Panel discussion topics included legislative successes and failures, energy transition legislation, gaming commission reform, the state budget and oil and gas dependence, the governor’s hydrogen initiative and water.
Rob’s Place at O’Neil’s Pub was decorated with holiday decorations and had a festive feel, while the room hosted a panel discussion on the environment and Congress.
New Mexico Political Report held its first live event since 2017 on Thursday night.
The panel included Sierra Club Rio Grande Chapter Director Camila Fabelman, Western Resource Advocate Policy Manager Dr. Brittany Fallon, and New Mexico Political Reportenvironmental reporter Hannah Glover.
Panel discussions discussed legislative successes and failures, the Energy Transition Act, Gaming Commission reform, the state budget and dependence on oil and gas, the governor’s hydrogen initiative and water.
Legislative successes include the Land of Enchantment Legacy Fund;
“(The fund) provides permanent funding to soil and water conservation districts for various types of conservation efforts on private and agricultural land. Funds for Noxious Weed Removal on Public Lands, a federal program. But I think the main thing you need to know is that we’re going to set up New Mexico to be permanently aligned with the federal programs that we’ve been neglecting for decades.” Fallon said.
One of the environmental legislative failures was the geothermal tax credit, which was passed as part of an omnibus tax bill but was vetoed by Governor Michelle Lujan Grisham.
The Energy Transition Act was a source of debate among panelists, both positive and negative.
Passed in 2019, the ETA requires New Mexico’s utilities and cooperatives to use 50 percent renewable energy by 2030.
Implementation of the law was delayed during the COVID-19 pandemic.
“Right now, projects are catching up and getting built. We’re seeing good progress there,” Feibelman said.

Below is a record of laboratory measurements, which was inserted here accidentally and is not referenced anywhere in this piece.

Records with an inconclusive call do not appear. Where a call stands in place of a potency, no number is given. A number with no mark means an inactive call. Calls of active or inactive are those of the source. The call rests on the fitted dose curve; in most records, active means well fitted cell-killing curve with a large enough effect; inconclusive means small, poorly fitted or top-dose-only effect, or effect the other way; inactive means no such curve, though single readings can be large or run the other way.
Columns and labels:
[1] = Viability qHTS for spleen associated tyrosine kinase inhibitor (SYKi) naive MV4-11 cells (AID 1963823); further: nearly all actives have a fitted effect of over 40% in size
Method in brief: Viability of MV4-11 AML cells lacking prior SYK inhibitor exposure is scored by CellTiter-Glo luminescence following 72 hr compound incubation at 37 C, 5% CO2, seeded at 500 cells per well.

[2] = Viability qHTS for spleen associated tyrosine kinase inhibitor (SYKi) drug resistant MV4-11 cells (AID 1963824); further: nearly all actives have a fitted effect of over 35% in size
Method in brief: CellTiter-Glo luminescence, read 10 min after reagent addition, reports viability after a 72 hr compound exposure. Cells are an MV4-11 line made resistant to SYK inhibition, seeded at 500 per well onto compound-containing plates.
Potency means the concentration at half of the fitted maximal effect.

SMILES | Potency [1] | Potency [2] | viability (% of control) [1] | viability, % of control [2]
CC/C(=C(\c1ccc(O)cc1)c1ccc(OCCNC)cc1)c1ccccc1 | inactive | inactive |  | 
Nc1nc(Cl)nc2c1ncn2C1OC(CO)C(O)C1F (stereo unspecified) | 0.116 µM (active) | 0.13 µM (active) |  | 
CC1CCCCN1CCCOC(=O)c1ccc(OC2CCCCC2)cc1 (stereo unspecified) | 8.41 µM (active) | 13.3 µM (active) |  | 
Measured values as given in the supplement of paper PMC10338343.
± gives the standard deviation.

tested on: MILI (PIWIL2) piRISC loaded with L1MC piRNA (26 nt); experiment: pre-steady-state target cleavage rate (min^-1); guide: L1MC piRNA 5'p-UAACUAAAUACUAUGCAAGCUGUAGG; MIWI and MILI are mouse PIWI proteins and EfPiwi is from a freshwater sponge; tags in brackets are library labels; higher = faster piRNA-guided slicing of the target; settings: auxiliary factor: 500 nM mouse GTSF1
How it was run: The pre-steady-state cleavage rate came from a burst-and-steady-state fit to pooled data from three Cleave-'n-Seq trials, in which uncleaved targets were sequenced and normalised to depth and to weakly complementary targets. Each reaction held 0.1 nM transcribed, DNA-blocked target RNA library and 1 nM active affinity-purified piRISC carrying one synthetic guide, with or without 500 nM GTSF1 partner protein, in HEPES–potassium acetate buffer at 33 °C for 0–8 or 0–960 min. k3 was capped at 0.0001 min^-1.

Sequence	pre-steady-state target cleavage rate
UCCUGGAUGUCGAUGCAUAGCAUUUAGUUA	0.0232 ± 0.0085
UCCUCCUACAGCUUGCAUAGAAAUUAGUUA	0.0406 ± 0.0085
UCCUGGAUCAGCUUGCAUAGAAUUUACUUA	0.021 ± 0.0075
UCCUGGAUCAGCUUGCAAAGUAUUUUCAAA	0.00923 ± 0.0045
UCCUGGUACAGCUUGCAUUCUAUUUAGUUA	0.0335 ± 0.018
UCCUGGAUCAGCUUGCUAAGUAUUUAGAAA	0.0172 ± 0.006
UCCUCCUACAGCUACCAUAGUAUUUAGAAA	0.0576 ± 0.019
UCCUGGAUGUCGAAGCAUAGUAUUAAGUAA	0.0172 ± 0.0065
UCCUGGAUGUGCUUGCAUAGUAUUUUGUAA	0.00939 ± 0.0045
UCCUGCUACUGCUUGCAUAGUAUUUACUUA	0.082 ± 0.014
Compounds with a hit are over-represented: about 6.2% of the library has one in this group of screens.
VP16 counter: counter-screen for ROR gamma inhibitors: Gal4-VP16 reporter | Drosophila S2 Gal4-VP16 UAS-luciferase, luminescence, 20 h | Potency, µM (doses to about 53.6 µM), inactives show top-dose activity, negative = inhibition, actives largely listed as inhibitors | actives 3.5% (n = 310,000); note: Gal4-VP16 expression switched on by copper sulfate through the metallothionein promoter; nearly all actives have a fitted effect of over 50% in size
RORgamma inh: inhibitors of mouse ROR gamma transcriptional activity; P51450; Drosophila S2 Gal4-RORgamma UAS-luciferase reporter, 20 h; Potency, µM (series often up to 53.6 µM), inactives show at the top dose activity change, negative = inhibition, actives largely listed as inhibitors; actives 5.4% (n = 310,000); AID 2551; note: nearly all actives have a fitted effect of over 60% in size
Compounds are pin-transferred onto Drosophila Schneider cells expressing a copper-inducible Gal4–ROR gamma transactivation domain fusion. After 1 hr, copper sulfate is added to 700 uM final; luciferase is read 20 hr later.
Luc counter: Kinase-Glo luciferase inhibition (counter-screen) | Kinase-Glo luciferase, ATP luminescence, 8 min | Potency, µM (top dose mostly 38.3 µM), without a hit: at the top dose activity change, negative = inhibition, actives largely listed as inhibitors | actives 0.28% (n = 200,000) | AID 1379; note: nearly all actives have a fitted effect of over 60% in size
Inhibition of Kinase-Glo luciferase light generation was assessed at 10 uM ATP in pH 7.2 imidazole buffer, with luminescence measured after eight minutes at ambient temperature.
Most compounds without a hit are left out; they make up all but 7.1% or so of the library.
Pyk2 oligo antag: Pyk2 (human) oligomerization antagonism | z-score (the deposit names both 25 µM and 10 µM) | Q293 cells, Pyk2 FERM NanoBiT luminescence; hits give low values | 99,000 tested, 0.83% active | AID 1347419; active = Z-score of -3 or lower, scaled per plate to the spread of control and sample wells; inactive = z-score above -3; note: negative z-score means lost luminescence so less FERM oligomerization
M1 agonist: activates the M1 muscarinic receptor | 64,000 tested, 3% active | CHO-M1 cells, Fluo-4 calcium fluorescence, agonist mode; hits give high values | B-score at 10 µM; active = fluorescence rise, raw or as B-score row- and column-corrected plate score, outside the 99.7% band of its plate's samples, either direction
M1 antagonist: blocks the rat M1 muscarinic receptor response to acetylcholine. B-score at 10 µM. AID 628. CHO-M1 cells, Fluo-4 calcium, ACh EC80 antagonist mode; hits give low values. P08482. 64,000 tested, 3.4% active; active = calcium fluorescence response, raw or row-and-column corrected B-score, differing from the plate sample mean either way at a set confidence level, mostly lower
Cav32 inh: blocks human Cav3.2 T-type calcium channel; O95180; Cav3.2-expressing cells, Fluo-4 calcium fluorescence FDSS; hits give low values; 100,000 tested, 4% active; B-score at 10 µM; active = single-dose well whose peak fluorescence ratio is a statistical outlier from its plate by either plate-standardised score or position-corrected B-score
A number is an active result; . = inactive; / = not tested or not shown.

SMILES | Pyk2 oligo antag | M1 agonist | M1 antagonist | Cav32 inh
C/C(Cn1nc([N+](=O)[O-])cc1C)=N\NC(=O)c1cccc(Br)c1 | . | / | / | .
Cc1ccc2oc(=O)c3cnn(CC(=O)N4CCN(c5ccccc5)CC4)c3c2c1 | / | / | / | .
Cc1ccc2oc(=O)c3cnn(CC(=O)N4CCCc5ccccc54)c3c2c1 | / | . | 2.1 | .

Another issue was reform of the New Mexico Game Commission, which sets hunting and fishing regulations and oversees the New Mexico Game and Fish Department’s budget.
“We don’t have a gaming commission where we can trust that the commissioners will serve the public, listen to their constituents, and make the best decisions based on science. They serve at the will of the governor. I came here for this,” Fallon said. “So they can be removed at any time and for any reason, and we look forward to Congress revisiting it.”
Gaming Commission reforms were passed by Congress during the 2023 session, but Lujan Grisham vetoed the bill.
The panel also discussed New Mexico’s dependence on oil and gas to fund the state budget.
The state budget is at a record high with revenue from oil and gas as well as changes to the tax code that are more fair to low-income households. Another source of revenue is the federal Inflation Control Act.
However, revenues from the oil and gas industry remain an important part of the budget.
“The big challenge we have in New Mexico is that we have to make sure that we don’t leave behind the communities that have been producing oil and gas in the transition,” Glover said. “I know that Stephanie García Richard is great at looking at ways to diversify the uses of state trust lands. There is a huge increase in renewable energy on state lands. , there is a discussion going on in the child care sector about what can be done to bring about economic development.”
There are also checkerboard issues with these lands that prevent landowners from developing resources when state or federal land is not an option, Glover said.
“So we have to find a way to bring these people, and a lot of that has to do with expanding infrastructure,” Glover said. “We need more transmission lines, which is always a challenge. As we have seen with SunZia, transmission lines take decades to build, but all other transmission lines have been proposed and are under construction. But construction still needs to pass some major hurdles.”
The panel was livestreamed New Mexico Political Report Facebook page.